Is Western Aid Destroying Nigeria’s Future?
Jesse Jackson
What Clinton Should Learn From Brexit
Mel Gurtov
Is Brexit the End of the World?
June 28, 2016
Jonathan Cook
The Neoliberal Prison: Brexit Hysteria and the Liberal Mind
Paul Street
Bernie, Bakken, and Electoral Delusion: Letting Rich Guys Ruin Iowa and the World
Anthony DiMaggio
Fatally Flawed: the Bi-Partisan Travesty of American Health Care Reform
Mike King
The “Free State of Jones” in Trump’s America: Freedom Beyond White Imagination
Antonis Vradis
Stop Shedding Tears for the EU Monster: Brexit, the View From the Peloponnese
Omar Kassem
The End of the Atlantic Project: Slamming the Brakes on the Neoliberal Order
Binoy Kampmark
Brexit and the Neoliberal Revolt Against Jeremy Corbyn
Doug Johnson Hatlem
Alabama Democratic Primary Proves New York Times’ Nate Cohn Wrong about Exit Polling
Ruth Hopkins
Save Bear Butte: Mecca of the Lakota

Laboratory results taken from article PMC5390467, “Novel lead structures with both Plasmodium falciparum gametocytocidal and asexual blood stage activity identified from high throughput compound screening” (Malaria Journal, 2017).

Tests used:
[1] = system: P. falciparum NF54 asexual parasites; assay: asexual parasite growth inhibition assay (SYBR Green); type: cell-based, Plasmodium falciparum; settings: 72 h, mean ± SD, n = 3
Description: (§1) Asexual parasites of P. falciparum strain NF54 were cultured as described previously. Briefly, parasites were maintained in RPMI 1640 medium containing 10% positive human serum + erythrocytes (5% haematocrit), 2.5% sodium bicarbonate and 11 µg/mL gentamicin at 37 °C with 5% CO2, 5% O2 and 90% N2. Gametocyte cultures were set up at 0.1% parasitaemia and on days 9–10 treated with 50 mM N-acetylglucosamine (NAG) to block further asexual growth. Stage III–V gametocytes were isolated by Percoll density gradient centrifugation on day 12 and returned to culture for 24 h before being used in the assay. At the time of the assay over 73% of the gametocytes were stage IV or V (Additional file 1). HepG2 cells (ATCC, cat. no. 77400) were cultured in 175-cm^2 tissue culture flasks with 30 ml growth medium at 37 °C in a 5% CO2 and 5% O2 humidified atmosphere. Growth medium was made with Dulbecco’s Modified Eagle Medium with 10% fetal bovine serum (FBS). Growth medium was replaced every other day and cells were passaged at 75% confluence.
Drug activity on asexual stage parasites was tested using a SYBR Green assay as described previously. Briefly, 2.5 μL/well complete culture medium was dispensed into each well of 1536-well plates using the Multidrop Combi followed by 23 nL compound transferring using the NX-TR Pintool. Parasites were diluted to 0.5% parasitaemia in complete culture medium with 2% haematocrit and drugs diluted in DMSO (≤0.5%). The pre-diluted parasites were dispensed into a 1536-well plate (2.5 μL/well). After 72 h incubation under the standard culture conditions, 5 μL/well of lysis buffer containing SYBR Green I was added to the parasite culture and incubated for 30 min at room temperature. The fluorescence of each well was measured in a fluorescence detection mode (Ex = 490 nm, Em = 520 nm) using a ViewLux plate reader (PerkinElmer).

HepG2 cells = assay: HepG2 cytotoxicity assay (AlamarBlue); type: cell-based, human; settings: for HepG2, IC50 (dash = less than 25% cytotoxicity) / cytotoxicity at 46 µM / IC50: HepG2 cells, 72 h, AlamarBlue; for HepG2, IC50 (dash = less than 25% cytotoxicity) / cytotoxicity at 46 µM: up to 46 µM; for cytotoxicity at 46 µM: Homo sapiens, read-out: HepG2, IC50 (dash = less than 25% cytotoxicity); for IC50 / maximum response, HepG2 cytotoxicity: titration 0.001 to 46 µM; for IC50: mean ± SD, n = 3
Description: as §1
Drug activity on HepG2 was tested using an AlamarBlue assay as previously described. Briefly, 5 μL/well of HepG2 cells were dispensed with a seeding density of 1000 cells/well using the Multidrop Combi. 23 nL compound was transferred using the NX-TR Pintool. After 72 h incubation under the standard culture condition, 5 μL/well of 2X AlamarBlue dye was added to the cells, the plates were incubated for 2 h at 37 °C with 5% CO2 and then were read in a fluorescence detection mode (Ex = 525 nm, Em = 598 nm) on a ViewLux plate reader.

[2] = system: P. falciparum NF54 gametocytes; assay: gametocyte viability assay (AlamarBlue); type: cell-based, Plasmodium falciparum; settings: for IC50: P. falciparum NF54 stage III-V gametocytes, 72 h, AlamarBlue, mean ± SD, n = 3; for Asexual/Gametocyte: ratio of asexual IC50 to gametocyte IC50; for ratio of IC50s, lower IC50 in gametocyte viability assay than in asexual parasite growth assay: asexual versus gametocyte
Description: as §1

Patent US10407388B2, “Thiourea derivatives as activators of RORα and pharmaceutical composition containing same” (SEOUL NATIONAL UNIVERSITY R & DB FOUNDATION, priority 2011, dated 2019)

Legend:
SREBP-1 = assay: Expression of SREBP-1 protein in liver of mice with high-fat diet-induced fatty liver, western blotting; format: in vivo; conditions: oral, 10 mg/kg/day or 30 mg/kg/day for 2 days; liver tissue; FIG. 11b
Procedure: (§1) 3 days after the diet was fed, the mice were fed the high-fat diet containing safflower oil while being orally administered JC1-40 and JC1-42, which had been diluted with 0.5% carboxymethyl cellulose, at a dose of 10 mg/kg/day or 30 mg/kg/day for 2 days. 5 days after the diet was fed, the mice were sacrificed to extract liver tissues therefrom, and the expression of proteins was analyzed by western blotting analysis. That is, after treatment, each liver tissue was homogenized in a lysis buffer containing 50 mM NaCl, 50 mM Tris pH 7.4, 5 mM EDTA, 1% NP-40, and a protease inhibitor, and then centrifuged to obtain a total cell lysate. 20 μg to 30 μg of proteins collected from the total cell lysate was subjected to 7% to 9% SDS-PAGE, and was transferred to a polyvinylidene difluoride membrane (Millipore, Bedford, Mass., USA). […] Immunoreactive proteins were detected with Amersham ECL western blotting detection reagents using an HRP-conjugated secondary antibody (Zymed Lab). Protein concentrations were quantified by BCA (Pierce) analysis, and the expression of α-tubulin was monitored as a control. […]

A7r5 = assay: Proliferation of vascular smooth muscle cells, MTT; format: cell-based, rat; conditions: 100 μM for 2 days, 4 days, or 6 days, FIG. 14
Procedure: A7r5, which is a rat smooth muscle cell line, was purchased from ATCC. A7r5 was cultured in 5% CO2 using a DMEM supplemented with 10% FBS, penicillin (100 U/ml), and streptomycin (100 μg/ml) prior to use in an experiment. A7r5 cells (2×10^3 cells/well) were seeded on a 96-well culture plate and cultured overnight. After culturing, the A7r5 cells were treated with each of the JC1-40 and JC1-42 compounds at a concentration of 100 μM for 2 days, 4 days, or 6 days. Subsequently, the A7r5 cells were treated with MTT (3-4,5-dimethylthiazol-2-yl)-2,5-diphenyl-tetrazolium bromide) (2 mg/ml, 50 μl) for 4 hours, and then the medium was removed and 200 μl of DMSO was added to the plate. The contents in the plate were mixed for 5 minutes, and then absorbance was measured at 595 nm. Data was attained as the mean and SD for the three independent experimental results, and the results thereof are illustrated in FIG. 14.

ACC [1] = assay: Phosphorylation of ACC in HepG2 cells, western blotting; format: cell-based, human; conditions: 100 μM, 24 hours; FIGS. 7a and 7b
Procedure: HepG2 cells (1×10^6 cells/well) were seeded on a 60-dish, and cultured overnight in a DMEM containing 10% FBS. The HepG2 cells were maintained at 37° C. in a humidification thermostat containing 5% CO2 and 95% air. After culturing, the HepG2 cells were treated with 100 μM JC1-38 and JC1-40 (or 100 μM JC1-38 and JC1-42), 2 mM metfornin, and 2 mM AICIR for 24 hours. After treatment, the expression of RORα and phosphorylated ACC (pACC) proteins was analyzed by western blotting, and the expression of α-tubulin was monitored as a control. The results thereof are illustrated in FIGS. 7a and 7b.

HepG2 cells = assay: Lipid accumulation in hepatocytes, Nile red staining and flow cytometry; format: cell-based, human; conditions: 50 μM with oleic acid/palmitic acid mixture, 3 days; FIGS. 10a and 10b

Celestino Gusmao
Time to End Impunity for Suharto’’s Crimes in Indonesia and Timor-Leste
Thomas Knapp
SCOTUS: Amply Serving Law Enforcement’s Interests versus Society’s
Manuel E. Yepe
Capitalism is the Opposite of Democracy
Winslow Myers
Up Against the Wall
Chris Ernesto
Bernie’s “Political Revolution” = Vote for Clinton and the Neocons
Stephanie Van Hook
The Time for Silence is Over
Ajamu Nangwaya
Toronto’s Bathhouse Raids: Racialized, Queer Solidarity and Police Violence
June 27, 2016
Robin Hahnel
Brexit: Establishment Freak Out
James Bradley
Omar’s Motive
Gregory Wilpert – Michael Hudson
How Western Military Interventions Shaped the Brexit Vote
Leonard Peltier
41 Years Since Jumping Bull (But 500 Years of Trauma)
Rev. William Alberts
Orlando: the Latest Victim of Radicalizing American Imperialism
Patrick Cockburn
Brexiteers Have Much in Common With Arab Spring Protesters
Franklin Lamb
How 100 Syrians, 200 Russians and 11 Dogs Out-Witted ISIS and Saved Palmyra
John Grant
Omar Mateen: The Answers are All Around Us
Dean Baker
In the Wake of Brexit Will the EU Finally Turn Away From Austerity?
Ralph Nader
The IRS and the Self-Minimization of Congressman Jason Chaffetz
Johan Galtung
Goodbye UK, Goodbye Great Britain: What Next?
Martha Pskowski
Detained in Dilley: Deportation and Asylum in Texas
FacebookTwitterGoogle+RedditEmail